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A wall of photographs of journalists killed while reporting the news lines a wall during the rededication of the Journalists Memorial at the Newseum in Washington, Monday, June 9, 2014.
Charles Dharapak / AP

International journalism has always been a dangerous line of work. Dozens of war correspondents have been killed in every major conflict since World War II.

An artist’s conception of a southwest view of the Oklahoma City Community Foundation’s new building.
The Journal Record

Early next year the Oklahoma City Community Foundation will start construction on a new facility.

It took the foundation two tries at city meetings to get the building approved by the Downtown Design Review Committee, The Journal Record’s Molly Fleming reports:

During the first meeting in October, architect David Hornbeek presented a building design that featured a glass front, capstone promenade columns and metal awnings.

University of Oklahoma running back Joe Mixon speaks with reporters during the media day for the Orange Bowl at Sun Life Stadium Dec. 29, 2015, in Miami Gardens, Fla., two days before OU played Clemson University.
Joe Skipper / AP

University of Oklahoma head football coach Bob Stoops says running back Joe Mixon would be off the team if the 2014 altercation that ended with him punching a woman in the face happened now instead of two years ago.

The incident happened in July 2014. Mixon entered an Alford plea to misdemeanor assault charges, asserting his innocence while acknowledging there likely was enough evidence to convict him. Mixon was ordered to perform 100 hours of community service and attend behavioral counseling. He was suspended for the entire 2014 season.

Signage at Chesapeake Energy's Oklahoma City campus.
Brian Hardzinski / KGOU

For the second time in as many weeks, Oklahoma City-based Chesapeake Energy found a buyer for thousands of leasehold acres, and analysts are reacting positively to the transaction.

Chesapeake already sold about 40,000 profitable acres in northern Louisiana, so it wasn’t a surprise when the company announced this week it found a buyer for another swath of land in the Haynesville Shale.

The last few years have been grindingly tough for state government in Oklahoma as plunging oil prices decimated tax revenues, forcing agencies to lay off employees, shutter offices and scale back services.

Preston Doerflinger, Oklahoma's secretary of finance, speaks during a news conference in Oklahoma City, Tuesday, Dec. 20, 2016.
Sue Ogracki / AP

Oklahoma’s state government will face a budget hole of about $869 million in the upcoming fiscal year, a 12.6 percent decrease from the current year, according to figures released Tuesday by Secretary of Finance Preston Doerflinger.

Updated December 22, 9:49 a.m.

The State Board of Equalization formally certified a $6 billion budget estimate Wednesday for Fiscal Year 2018, which is $868 million below the $6.8 billion allocated for the current fiscal year.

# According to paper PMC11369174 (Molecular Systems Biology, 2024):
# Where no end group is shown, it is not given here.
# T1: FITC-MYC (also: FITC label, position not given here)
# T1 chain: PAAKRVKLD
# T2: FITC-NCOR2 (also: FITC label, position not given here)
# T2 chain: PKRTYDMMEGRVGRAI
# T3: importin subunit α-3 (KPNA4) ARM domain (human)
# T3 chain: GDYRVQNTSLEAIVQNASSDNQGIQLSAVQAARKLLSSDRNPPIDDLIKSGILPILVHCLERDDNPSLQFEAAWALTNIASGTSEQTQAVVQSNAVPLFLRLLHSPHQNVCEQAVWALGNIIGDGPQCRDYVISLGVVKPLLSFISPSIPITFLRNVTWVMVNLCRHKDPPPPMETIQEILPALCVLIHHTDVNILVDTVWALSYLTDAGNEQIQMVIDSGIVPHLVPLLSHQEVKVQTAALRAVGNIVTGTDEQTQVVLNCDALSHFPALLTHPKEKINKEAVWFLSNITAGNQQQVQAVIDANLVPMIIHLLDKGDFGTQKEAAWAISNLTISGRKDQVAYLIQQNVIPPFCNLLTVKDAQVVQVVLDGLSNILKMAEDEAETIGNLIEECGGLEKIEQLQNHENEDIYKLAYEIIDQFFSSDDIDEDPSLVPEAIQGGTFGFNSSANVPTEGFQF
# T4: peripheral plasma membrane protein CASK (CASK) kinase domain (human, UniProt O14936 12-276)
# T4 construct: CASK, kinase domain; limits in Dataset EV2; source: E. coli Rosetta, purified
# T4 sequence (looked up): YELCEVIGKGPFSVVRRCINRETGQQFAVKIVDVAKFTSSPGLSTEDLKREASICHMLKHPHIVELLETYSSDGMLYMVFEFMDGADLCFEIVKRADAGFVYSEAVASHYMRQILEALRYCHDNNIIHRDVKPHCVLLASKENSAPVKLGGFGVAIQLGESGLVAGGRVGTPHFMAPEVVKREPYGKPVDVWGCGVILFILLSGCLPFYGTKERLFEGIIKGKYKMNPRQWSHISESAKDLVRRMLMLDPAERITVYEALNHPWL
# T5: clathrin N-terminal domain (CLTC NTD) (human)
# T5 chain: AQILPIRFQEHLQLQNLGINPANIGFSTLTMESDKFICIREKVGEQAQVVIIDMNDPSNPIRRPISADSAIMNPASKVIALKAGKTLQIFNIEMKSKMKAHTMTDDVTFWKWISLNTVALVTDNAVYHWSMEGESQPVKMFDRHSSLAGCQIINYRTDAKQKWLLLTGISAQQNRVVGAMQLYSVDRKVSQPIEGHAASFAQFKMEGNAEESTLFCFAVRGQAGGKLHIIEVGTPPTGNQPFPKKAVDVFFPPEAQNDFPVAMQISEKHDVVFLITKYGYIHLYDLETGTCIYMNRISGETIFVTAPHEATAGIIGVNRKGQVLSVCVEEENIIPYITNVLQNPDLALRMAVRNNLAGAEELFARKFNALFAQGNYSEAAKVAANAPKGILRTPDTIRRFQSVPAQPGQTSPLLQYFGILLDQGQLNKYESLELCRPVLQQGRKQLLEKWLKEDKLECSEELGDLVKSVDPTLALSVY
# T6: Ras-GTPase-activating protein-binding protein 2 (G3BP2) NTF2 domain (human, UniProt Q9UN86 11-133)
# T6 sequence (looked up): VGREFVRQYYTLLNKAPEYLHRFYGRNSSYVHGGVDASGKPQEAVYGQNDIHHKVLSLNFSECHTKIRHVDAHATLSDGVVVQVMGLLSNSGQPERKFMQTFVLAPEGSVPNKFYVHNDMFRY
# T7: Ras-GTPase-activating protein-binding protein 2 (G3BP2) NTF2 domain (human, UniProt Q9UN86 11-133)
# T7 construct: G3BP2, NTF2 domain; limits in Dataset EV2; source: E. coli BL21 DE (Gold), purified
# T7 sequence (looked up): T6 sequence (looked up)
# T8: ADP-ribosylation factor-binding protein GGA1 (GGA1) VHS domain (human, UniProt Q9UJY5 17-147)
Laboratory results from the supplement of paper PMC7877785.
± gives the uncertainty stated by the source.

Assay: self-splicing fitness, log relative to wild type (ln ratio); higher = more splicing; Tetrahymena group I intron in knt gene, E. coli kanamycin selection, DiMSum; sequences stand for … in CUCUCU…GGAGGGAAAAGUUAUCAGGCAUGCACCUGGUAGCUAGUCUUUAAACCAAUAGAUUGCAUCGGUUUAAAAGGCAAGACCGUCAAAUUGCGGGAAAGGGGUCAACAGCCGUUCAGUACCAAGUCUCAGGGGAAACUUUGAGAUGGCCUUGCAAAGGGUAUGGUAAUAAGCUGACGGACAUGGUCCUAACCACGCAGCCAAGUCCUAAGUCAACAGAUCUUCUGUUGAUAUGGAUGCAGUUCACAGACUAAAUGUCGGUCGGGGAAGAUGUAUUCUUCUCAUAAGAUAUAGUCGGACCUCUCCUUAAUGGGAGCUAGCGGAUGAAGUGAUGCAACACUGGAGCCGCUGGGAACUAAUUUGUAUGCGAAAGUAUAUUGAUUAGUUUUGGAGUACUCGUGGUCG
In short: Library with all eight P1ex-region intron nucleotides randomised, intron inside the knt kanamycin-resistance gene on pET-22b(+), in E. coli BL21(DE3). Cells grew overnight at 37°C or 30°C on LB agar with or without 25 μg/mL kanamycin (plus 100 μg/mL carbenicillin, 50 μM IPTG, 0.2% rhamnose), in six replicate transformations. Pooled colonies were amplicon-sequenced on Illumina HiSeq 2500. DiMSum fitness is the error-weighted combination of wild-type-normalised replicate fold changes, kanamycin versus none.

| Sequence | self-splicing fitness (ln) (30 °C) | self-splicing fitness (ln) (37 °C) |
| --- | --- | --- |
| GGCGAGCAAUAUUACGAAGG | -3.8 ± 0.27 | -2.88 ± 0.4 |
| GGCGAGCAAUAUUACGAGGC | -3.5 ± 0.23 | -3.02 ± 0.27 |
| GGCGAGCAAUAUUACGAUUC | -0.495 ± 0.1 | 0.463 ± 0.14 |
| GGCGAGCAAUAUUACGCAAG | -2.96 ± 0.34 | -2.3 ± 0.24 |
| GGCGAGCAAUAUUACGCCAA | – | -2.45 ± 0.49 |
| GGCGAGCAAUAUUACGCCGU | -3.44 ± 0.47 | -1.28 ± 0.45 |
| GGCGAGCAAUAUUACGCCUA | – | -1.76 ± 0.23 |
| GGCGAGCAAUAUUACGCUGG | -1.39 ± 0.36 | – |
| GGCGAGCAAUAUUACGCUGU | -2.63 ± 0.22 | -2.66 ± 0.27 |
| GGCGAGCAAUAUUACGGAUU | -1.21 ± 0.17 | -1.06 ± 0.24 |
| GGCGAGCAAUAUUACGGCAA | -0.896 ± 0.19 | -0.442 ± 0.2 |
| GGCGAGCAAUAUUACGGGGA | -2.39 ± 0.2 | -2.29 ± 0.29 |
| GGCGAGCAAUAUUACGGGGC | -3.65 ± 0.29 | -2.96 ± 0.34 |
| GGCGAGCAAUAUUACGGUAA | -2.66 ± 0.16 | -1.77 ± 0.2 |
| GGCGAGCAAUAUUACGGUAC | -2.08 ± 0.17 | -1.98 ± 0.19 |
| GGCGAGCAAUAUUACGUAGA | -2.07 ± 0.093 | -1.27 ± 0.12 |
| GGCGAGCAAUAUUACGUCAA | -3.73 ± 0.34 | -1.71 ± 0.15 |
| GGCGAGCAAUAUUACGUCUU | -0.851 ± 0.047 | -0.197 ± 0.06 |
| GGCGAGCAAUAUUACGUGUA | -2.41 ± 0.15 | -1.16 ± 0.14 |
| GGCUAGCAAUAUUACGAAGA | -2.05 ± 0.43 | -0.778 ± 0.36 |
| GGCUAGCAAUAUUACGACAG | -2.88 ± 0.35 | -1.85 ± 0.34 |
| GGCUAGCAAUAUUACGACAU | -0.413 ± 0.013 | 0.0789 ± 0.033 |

Oklahoma Corporation Commission

Oklahoma oil and gas regulators on Tuesday released details on new guidelines created to reduce earthquakes triggered by hydraulic fracturing in two of the state’s most-booming oil and gas fields.

Oklahoma City Public Schools Associate Superintendent Aurora Lora waits on Board of Education members to emerge from executive session during an April 25, 2016 meeting.
Emily Wendler / Oklahoma Public Media Exchange

Oklahoma City Public Schools superintendent Aurora Lora sent a long email Monday to campus administrators who say morale is low and the district's leadership isn't responding to their concerns.

More than 100 principals and assistant principals signed a letter read during the December 12 school board meeting that said OKCPS leaders are "non-communicative, ineffective, and exert control by force or fear" without collaboration.

State Sen. Ron Sharp in his office at the Oklahoma state Capitol in Oklahoma City.
Brent Fuchs / The Journal Record

A Republican lawmaker is calling for a tax increase, and a bill that would keep some further income tax cuts from happening.

State Sen. Ron Sharp, R-Shawnee, wants his fellow legislators to consider a bill that would prevent automatic income tax cuts, The Journal Record’s Dale Denwalt reports:

A sign along Oklahoma Highway 43 near Sardis Lake.
Logan Layden / StateImpact Oklahoma

President Barack Obama on Friday signed the Water Infrastructure Improvements for the Nation Act, which passed the U.S. Senate in the wee hours Saturday morning. The $10 billion federal bill directs money to Oklahoma to help fix and address multiple water-related problems and issues across the state.

Oklahoma Gov. Mary Fallin and Oklahoma Secretary of State Michael Hunter address the media after the state's electors cast their on Dec. 19, 2016.
Jacob McCleland / KGOU

All seven of Oklahoma’s electors voted at the state Capitol Monday in favor of Donald Trump. The Republican president-elect won 65 percent of the popular vote in Oklahoma and carried every county in the state.